After clearing his afternoon schedule, King Bethel threw on a black sport jacket accented with splashes of burgundy, fixed his hair, and warmed up his voice for a song he knew well.
It was a Friday afternoon in December. Another day of virtual classes had just ended for the nearly 450 students who attend Detroit School of Arts, and the holiday break was one week away. A small group of ninth graders had organized a virtual talent show after school, inviting students to sing, dance, or play an instrument.
In a pandemic-disrupted school year, school officials believe these kinds of social activities can help students stay engaged and connected.
As King settled in his chair, a panel of judges, including students and staff members, described the show’s ground rules. He wondered whether a technical glitch might disrupt his performance. The whole setup seemed artificial and strange, he said, such a departure from performing in front of live audiences.
“I don’t feel like it’s authentic as it would be in real life,” the 14-year-old said.
But he would try his best, as he has throughout this strange year, to make his voice heard.
Very little about the 2020-21 school year has felt real or normal.
While some students in the Detroit Public Schools Community District started the fall taking in-person classes, King and most other students have been learning online.
The school year has been marked by a number of challenges. Attendance and enrollment are down, more students are failing, and the district had to move all students online in November because of rising COVID-19 cases. Many students have struggled to adjust to online learning, causing academic and emotional problems.
DSA has bucked district attendance trends. The school’s weekly attendance rate hovered around 90%, higher than the district-wide average of 73.4%, as of this month. Administrators credit consistent staff outreach for high engagement.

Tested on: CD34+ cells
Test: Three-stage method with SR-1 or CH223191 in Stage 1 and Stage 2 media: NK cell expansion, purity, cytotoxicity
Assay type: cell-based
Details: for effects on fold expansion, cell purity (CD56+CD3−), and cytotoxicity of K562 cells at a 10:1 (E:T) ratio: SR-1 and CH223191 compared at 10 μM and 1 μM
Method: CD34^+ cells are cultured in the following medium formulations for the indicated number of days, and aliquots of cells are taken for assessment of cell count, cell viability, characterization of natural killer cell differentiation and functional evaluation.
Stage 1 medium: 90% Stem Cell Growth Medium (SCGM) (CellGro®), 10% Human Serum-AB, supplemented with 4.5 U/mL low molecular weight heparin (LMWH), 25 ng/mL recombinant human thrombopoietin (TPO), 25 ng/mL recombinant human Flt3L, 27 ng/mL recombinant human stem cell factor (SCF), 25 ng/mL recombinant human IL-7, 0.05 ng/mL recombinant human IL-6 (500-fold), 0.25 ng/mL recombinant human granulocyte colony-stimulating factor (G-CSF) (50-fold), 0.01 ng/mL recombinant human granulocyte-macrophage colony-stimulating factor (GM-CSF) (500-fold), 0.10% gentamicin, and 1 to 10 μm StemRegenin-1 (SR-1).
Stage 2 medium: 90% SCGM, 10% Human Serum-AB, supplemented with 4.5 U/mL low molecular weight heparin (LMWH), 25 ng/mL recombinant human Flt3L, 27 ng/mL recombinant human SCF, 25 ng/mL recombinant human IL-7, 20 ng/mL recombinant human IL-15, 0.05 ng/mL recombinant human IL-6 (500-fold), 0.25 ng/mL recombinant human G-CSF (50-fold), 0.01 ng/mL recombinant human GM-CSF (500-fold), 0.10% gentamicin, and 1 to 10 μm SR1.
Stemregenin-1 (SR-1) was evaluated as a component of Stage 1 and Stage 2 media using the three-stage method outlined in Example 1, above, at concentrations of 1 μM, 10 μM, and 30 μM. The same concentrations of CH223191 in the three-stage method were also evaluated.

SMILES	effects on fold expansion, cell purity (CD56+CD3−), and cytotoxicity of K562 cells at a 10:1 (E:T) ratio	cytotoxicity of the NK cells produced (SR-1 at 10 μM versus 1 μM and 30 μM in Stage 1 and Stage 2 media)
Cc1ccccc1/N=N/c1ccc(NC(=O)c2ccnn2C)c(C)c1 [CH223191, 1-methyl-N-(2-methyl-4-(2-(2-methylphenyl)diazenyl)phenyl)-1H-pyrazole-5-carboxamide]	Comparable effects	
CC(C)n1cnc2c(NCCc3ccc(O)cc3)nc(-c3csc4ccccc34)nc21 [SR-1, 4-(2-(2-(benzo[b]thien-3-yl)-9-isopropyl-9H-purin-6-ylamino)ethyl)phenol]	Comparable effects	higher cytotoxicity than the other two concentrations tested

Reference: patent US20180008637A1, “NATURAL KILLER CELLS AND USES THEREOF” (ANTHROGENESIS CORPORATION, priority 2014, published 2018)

In the last few months, DSA has held a gospel concert, a jazz celebration, and a holiday program that capped off the year. School staff hope the virtual events help boost student morale.
Some efforts, however, have fallen flat. Plans for a more ambitious school-wide talent show fell through in the fall, in part because frustrated students didn’t want the responsibility of putting it together. King was one of the few students who submitted a video.
“It’s very challenging,” said Mayowa Lisa Reynolds, the principal. “We just saw a lot of students struggle emotionally.”
Reynolds also has seen an uptick in failing grades, mirroring national trends this fall.
“I don’t want to place a lot of emphasis on that, because that doesn’t mean the kid is failing,” Reynolds said. “It just means they did not turn in some work, or they’re not as attentive as they could be. I want to keep encouraging them and let them know they’re not a failure.”
Despite the school year’s challenges, King has been thriving at DSA. He earned a 3.6 grade-point average during the first quarter, with five A’s and three B’s. He also won a perfect attendance award. School staff have asked him to participate in performances.
King attributed his school success to support from family and teachers.